Nicola Sturgeon responds to concerns that targets reducing delayed discharges led to Covid-19 finding its way into care homes

A letter published in the Sunday Post showed reportedly revealed the pressure placed on health boards to move patients out of hospital.
First Minister Nicola Sturgeon responded to the Sunday Post storyFirst Minister Nicola Sturgeon responded to the Sunday Post story
First Minister Nicola Sturgeon responded to the Sunday Post story

Nicola Sturgeon has insisted there was “no contradiction” in asking hospitals and health bosses to reduce the number of patients awaiting delayed discharge while avoiding spreading Covid-19 into care homes.

The issue had been raised at the Scottish Government’s daily coronavirus briefing and followed a story in the Sunday Post which published a letter from health secretary Jeane Freeman congratulating health bosses for hitting delayed discharge targets.

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The Scottish Government had been accused of putting “enormous pressure” on health boards to move elderly patients out of hospitals and into care homes to free up beds for expected incoming Covid-19 patients.

However the First Minister rejected out of hand that the policy had led to the issues seen in care homes where more than 2,000 people died from Covid-19 and several were transferred to care homes from hospital after testing positive for the virus.

She said: "On the Sunday Post issue there is no contradiction whatsoever between the policy position of reducing delayed discharges and the position that was encapsulated in guidance in March this year for any individual who was being discharged from hospital into a care home to undergo a clinical risk assessment.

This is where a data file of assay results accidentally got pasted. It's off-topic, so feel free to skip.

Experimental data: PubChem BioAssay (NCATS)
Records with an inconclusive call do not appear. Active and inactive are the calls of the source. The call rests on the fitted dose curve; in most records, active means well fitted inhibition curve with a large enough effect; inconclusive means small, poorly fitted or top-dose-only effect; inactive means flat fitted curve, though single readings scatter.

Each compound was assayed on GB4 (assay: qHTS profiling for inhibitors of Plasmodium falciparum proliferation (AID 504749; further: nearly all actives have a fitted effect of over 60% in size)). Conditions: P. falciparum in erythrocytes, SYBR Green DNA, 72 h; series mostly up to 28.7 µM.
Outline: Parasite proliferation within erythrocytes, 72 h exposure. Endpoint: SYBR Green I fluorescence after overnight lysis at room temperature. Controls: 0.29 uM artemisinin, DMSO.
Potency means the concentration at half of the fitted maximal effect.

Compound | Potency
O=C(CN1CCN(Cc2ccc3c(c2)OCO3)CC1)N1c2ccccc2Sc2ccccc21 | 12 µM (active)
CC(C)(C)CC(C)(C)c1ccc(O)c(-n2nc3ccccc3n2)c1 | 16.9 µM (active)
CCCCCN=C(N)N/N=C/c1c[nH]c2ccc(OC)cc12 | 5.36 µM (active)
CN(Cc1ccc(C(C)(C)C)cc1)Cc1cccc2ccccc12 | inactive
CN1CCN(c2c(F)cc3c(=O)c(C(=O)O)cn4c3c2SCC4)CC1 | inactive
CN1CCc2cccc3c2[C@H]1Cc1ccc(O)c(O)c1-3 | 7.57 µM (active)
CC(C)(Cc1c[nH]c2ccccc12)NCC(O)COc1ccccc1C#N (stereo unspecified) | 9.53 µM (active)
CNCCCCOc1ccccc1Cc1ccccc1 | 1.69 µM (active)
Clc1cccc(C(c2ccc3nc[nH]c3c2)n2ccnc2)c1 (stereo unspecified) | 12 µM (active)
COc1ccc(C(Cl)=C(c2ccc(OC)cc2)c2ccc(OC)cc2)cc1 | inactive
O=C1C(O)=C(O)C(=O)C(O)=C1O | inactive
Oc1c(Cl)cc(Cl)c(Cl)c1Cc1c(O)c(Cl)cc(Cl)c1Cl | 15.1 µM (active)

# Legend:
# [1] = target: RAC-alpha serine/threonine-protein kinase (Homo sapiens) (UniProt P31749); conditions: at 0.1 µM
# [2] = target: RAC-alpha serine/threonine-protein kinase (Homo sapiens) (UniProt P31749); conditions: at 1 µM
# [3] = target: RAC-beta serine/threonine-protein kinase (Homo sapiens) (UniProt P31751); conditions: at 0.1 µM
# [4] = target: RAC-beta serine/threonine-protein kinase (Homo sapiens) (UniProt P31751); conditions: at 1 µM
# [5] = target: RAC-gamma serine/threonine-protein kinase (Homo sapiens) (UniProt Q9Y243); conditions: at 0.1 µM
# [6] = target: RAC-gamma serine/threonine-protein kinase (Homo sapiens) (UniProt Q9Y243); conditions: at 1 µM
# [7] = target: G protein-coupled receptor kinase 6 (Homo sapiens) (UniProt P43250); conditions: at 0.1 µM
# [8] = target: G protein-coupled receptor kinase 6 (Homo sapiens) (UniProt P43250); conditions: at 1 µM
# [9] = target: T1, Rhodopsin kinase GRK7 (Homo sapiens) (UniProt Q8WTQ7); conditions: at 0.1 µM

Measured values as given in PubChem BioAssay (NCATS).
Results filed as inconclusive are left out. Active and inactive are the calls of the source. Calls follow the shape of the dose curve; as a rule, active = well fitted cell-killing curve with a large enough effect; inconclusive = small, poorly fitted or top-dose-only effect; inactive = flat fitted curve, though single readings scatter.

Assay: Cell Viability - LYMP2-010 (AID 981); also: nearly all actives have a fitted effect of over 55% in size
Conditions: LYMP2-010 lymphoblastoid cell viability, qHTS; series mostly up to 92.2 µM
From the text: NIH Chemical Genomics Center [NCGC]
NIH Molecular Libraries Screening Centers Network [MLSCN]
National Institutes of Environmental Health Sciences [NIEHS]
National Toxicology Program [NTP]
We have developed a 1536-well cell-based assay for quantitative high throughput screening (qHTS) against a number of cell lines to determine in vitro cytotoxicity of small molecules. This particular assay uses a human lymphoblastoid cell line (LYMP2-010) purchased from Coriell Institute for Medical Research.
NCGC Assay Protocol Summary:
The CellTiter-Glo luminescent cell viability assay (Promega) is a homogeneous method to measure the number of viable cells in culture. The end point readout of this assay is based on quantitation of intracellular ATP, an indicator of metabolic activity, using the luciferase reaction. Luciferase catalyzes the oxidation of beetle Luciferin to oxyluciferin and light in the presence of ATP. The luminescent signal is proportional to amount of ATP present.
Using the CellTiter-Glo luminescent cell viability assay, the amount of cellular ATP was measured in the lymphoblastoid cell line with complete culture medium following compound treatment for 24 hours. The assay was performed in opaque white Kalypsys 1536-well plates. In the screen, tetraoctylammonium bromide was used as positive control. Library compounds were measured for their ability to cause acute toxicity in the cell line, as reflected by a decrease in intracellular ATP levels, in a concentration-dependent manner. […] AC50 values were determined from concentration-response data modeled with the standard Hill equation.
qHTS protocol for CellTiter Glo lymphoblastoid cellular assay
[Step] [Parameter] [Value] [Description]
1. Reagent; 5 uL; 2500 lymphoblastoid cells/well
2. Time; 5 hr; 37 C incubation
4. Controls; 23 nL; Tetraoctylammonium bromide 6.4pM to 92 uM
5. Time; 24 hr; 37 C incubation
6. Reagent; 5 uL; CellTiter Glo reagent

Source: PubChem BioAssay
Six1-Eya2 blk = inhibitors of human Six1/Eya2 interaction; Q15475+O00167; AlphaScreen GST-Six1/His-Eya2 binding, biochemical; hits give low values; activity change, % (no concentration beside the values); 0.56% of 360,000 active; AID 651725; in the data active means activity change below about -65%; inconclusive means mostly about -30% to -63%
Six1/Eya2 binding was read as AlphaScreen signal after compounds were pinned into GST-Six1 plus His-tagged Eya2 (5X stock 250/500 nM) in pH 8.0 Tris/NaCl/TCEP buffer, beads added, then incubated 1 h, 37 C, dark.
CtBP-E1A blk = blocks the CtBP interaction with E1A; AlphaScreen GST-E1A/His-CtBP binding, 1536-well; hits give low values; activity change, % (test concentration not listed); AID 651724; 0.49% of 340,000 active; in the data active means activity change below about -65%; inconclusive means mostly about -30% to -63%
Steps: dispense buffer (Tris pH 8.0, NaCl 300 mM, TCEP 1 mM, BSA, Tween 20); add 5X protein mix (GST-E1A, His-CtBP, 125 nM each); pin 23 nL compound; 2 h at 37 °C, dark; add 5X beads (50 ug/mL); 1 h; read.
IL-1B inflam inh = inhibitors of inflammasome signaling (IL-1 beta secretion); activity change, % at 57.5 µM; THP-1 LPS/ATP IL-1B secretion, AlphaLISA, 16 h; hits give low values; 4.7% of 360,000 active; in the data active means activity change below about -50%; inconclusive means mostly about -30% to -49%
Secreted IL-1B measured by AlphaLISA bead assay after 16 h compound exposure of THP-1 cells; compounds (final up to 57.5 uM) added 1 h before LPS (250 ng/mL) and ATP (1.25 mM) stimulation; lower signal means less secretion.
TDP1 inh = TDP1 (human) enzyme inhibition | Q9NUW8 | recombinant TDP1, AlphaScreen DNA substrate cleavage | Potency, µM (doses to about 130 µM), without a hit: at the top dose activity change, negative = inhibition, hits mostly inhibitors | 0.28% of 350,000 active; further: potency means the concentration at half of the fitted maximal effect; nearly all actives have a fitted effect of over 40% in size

"On the general policy of reducing delayed discharge, there can’t be anybody who hasn’t been aware for years and years and years that it is an objective, not just of the Scottish Government but of government’s across the world to not have older people who don’t have a medical need to be in hospital, in hospital.

"It is seen as a good thing to get them discharged from hospital into more appropriate care settings.

"The idea that it comes to news to anybody that there was a policy objective on the part of the Scottish Government to reduce delayed discharge I think is a bit odd.”

The First Minister added that the policy to reduce delayed discharge and the policy of ensuring there were individual risk assessments for those being moved into care homes were “perfectly consistent”.

She said: "At the start of this pandemic we couldn’t have been clearer, because the health secretary announced it to parliament that we were seeking to accelerate that process in reducing delayed discharge for all the reasons that we always wanted to reduce delayed discharge and usually opposition parties are criticising the government for not doing it quickly enough, but for the added reasons back then that we knew we had to have capacity in our hospitals to deal with Covid and with Covid patients potentially coming into hospital, it was even less of an appropriate place for older people to be.

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"That policy position I don’t think should be news to anybody but at that point there was also guidance put in place that in individual cases clinical risk assessment should be done to make sure that the discharge was appropriate in the individual cases.

“These two things are perfectly consistent with each other as the health secretary has set out in parliament and indeed at these briefings on many occasions previously.”

The letter which sparked the story was written by Jeane Freeman and Cllr Stuart Currie, the COSLA health and social care spokesman.

It said: “The requests from Malcolm Wright, Director General, Health and Social Care, during March to reduce delayed discharges by 900 by the end of April must have seemed very challenging when first made.

“We were very pleased to note that that goal was passed on April 8, when delays had reduced overall by 920 since the beginning of March – a remarkable national reduction overall of 57%. Please pass on our thanks to everyone involved.”

“Of course, it remains of paramount importance not only that we free up hospital beds to help manage our Covid-19 response but that now, as always, we are focused on ensuring people have access to the care that is most appropriate to their needs and wellbeing.”

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